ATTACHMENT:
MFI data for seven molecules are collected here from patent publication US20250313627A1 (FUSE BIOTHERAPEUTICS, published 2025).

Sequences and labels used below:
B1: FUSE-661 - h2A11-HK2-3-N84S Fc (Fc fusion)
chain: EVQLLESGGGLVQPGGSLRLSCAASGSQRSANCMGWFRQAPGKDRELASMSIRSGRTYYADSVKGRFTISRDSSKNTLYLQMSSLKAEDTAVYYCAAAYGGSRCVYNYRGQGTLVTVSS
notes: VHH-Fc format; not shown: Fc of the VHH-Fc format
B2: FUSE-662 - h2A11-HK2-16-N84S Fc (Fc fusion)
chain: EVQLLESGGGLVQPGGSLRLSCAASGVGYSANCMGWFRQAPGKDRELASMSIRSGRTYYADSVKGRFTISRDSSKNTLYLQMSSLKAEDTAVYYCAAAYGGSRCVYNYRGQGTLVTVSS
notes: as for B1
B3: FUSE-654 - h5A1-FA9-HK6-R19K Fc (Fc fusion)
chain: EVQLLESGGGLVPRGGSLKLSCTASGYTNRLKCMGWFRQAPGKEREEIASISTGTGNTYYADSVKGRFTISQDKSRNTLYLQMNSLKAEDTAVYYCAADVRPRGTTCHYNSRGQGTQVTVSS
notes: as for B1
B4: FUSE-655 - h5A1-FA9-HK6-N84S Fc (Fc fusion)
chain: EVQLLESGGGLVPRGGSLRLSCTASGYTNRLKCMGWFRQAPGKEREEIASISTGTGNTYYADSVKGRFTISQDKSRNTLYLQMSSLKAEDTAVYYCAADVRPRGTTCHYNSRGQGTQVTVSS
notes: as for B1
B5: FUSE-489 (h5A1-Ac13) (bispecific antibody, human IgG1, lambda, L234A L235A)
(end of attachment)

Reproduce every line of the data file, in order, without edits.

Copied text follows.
MFI data for seven molecules are collected here from patent publication US20250313627A1 (FUSE BIOTHERAPEUTICS, published 2025).

Sequences and labels used below:
B1: FUSE-661 - h2A11-HK2-3-N84S Fc (Fc fusion)
chain: EVQLLESGGGLVQPGGSLRLSCAASGSQRSANCMGWFRQAPGKDRELASMSIRSGRTYYADSVKGRFTISRDSSKNTLYLQMSSLKAEDTAVYYCAAAYGGSRCVYNYRGQGTLVTVSS
notes: VHH-Fc format; not shown: Fc of the VHH-Fc format
B2: FUSE-662 - h2A11-HK2-16-N84S Fc (Fc fusion)
chain: EVQLLESGGGLVQPGGSLRLSCAASGVGYSANCMGWFRQAPGKDRELASMSIRSGRTYYADSVKGRFTISRDSSKNTLYLQMSSLKAEDTAVYYCAAAYGGSRCVYNYRGQGTLVTVSS
notes: as for B1
B3: FUSE-654 - h5A1-FA9-HK6-R19K Fc (Fc fusion)
chain: EVQLLESGGGLVPRGGSLKLSCTASGYTNRLKCMGWFRQAPGKEREEIASISTGTGNTYYADSVKGRFTISQDKSRNTLYLQMNSLKAEDTAVYYCAADVRPRGTTCHYNSRGQGTQVTVSS
notes: as for B1
B4: FUSE-655 - h5A1-FA9-HK6-N84S Fc (Fc fusion)
chain: EVQLLESGGGLVPRGGSLRLSCTASGYTNRLKCMGWFRQAPGKEREEIASISTGTGNTYYADSVKGRFTISQDKSRNTLYLQMSSLKAEDTAVYYCAADVRPRGTTCHYNSRGQGTQVTVSS
notes: as for B1
B5: FUSE-489 (h5A1-Ac13) (bispecific antibody, human IgG1, lambda, L234A L235A)